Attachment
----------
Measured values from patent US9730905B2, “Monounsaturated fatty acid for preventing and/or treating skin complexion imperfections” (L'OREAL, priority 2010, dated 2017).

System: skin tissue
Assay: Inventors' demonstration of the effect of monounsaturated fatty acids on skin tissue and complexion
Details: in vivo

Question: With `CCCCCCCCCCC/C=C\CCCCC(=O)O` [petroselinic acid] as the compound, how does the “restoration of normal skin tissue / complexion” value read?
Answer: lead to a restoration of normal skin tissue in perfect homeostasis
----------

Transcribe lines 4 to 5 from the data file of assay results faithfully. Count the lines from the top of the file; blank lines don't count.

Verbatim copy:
Details: in vivo

Question: With `CCCCCCCCCCC/C=C\CCCCC(=O)O` [petroselinic acid] as the compound, how does the “restoration of normal skin tissue / complexion” value read?